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State Arts, Libraries Agencies Prepare for Further Cuts

A state House budget subcommittee asked cultural agencies Monday how they’re preparing for another year of cuts.

Oklahoma Arts Council Director Amber Sharples said their first cuts would be to community arts programs.

"These go very heavily to our rural communities — the festivals that take place everywhere from Claremore, Idabel, across the state," Sharples said. "So, obviously, that would have ramifications."

Oklahoma Department of Libraries Director Susan McVey told the subcommittee she has to spend money on certain things in order to get more than $2 million in federal dollars.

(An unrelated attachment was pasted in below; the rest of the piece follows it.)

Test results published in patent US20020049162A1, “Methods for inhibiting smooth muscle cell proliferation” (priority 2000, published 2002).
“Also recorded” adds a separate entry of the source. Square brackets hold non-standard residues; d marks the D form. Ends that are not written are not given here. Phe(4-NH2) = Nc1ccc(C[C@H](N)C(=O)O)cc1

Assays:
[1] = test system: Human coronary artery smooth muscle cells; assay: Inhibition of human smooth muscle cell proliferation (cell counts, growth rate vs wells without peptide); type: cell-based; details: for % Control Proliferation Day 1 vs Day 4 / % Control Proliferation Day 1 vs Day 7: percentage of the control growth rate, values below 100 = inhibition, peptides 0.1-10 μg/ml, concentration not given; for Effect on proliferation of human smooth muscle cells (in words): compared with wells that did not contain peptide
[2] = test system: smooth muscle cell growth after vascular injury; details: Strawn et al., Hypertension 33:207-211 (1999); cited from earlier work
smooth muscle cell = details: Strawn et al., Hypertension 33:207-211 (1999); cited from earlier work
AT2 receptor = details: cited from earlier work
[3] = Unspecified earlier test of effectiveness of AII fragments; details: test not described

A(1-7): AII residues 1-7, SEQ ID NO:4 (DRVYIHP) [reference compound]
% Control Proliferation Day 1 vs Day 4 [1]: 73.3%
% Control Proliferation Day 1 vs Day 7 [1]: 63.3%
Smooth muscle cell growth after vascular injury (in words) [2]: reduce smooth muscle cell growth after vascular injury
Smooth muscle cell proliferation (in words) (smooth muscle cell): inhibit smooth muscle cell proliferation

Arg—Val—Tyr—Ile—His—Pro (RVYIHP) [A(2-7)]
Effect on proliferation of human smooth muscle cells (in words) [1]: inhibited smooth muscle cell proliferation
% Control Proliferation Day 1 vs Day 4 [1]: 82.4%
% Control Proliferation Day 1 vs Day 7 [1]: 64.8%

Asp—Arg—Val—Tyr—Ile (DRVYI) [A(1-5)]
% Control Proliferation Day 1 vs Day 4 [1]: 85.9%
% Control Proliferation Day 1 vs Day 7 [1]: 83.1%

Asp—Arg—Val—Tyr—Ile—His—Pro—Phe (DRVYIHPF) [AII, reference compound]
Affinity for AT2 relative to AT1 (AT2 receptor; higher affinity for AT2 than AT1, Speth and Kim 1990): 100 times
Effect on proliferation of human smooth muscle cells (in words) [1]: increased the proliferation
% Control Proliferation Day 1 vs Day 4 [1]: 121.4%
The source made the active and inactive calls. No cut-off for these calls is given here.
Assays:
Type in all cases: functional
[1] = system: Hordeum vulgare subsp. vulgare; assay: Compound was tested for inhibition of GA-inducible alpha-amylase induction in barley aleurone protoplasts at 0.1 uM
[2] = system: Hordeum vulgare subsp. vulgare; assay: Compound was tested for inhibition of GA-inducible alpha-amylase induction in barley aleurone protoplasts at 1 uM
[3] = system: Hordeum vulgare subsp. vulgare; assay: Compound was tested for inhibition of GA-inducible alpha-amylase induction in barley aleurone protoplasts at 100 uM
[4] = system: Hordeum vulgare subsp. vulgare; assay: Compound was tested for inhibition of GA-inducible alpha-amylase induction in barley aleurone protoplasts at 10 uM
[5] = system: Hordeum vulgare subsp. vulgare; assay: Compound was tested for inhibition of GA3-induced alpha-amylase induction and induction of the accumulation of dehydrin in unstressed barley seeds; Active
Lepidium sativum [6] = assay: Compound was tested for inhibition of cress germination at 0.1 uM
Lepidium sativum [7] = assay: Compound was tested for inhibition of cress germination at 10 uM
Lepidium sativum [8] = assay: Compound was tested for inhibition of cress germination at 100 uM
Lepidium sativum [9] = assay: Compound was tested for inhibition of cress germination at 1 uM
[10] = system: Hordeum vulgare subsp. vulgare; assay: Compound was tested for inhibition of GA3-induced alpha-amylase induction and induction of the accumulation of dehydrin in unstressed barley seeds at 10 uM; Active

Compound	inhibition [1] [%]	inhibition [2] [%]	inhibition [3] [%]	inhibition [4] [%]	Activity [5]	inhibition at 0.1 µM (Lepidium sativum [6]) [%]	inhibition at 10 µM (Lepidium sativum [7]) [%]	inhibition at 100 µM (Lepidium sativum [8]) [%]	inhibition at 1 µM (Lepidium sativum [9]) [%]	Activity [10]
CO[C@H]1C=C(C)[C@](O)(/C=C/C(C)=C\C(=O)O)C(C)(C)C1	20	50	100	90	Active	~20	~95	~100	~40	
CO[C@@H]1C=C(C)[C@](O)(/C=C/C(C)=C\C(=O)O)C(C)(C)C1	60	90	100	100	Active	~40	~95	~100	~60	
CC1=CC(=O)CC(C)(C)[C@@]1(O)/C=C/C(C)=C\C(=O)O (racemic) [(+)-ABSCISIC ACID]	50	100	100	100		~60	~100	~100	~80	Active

"And that's what we use for some of the projects that we talked to you about, like the statewide licenses for databases and the public library summer reading program and interlibrary loan," McVey said.

The subcommittee asked to hear from the arts council and the libraries department on how budget cuts of 2.5 percent, 5 and 7.5 would impact them next fiscal year.

With a $611 million budget hole looming, the subcommittee asked if their revolving funds would help ease another round of cuts.

Sharples said theirs would go toward educational programs.

"Being able to expend those funds and get them out to more districts and communities across the state is more likely than us keeping the revolving fund," she said.

McVey warned the subcommittee it’s not a long-term solution, however.

"It's one time," she said. "We can only do it one time."

The two agencies’ budgets are down nearly 30 percent from 2008. Both directors said they’ve done everything they can to save, from eliminating travel budgets to carrying a 44 percent vacancy rate.

Matt Trotter joined KWGS as a reporter in 2013. Before coming to Public Radio Tulsa, he was the investigative producer at KJRH. His freelance work has appeared in the Los Angeles Times and on MSNBC and CNN.